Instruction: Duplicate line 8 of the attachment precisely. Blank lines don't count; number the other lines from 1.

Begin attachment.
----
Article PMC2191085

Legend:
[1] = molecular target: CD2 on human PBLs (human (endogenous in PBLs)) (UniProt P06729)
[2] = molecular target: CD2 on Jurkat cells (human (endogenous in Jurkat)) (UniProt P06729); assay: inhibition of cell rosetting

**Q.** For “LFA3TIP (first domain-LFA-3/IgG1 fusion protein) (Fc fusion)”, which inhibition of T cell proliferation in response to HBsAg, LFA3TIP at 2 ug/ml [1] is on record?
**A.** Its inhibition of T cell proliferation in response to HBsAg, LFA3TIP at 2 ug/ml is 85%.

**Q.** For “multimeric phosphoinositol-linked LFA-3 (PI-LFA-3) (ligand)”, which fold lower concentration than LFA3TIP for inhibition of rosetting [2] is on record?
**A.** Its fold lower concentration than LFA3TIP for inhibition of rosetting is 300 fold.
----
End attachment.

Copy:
**A.** Its fold lower concentration than LFA3TIP for inhibition of rosetting is 300 fold.